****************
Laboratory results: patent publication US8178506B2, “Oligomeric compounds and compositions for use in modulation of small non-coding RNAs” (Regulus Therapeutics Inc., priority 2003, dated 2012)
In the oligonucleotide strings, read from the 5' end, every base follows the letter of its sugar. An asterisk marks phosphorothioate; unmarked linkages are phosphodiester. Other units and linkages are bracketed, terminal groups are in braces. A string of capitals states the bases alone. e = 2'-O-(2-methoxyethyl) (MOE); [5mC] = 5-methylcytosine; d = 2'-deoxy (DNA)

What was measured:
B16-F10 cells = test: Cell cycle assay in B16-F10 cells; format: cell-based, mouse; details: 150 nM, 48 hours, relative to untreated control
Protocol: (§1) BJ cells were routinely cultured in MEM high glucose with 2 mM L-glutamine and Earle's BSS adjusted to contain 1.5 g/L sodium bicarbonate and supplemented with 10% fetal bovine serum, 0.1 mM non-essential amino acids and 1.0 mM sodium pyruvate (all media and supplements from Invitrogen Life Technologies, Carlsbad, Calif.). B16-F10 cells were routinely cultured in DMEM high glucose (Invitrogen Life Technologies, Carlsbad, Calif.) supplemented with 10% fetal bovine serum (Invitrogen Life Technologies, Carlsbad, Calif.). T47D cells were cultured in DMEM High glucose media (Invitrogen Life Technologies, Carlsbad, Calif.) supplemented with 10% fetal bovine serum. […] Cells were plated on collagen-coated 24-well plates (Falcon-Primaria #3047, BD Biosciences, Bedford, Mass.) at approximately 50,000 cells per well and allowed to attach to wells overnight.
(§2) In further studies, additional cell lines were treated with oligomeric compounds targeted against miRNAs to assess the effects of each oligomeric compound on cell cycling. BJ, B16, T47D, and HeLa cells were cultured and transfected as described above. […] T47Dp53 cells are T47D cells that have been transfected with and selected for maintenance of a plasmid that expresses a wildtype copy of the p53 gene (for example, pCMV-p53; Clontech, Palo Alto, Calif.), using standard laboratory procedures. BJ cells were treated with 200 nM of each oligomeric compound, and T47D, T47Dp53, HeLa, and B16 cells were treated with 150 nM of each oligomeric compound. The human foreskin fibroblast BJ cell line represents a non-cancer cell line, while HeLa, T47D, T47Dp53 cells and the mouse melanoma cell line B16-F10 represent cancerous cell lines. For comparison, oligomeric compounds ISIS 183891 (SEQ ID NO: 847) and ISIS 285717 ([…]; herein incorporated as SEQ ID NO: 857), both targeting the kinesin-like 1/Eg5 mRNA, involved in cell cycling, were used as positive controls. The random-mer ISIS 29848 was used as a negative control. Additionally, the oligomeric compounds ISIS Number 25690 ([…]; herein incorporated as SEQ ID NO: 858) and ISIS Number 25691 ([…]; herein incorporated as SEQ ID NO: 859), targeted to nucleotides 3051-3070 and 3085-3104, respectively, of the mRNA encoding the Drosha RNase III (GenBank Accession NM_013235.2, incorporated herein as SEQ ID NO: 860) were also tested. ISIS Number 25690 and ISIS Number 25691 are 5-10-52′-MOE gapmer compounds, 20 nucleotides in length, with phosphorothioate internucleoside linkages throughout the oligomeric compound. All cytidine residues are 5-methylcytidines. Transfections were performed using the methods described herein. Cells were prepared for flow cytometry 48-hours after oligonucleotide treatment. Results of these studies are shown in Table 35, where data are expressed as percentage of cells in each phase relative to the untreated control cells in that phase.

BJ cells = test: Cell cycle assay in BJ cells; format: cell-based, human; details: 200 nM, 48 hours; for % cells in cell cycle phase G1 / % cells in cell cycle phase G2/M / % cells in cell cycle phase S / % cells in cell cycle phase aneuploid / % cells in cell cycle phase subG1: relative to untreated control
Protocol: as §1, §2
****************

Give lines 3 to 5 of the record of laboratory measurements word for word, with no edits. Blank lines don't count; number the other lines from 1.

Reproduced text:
What was measured:
B16-F10 cells = test: Cell cycle assay in B16-F10 cells; format: cell-based, mouse; details: 150 nM, 48 hours, relative to untreated control
Protocol: (§1) BJ cells were routinely cultured in MEM high glucose with 2 mM L-glutamine and Earle's BSS adjusted to contain 1.5 g/L sodium bicarbonate and supplemented with 10% fetal bovine serum, 0.1 mM non-essential amino acids and 1.0 mM sodium pyruvate (all media and supplements from Invitrogen Life Technologies, Carlsbad, Calif.). B16-F10 cells were routinely cultured in DMEM high glucose (Invitrogen Life Technologies, Carlsbad, Calif.) supplemented with 10% fetal bovine serum (Invitrogen Life Technologies, Carlsbad, Calif.). T47D cells were cultured in DMEM High glucose media (Invitrogen Life Technologies, Carlsbad, Calif.) supplemented with 10% fetal bovine serum. […] Cells were plated on collagen-coated 24-well plates (Falcon-Primaria #3047, BD Biosciences, Bedford, Mass.) at approximately 50,000 cells per well and allowed to attach to wells overnight.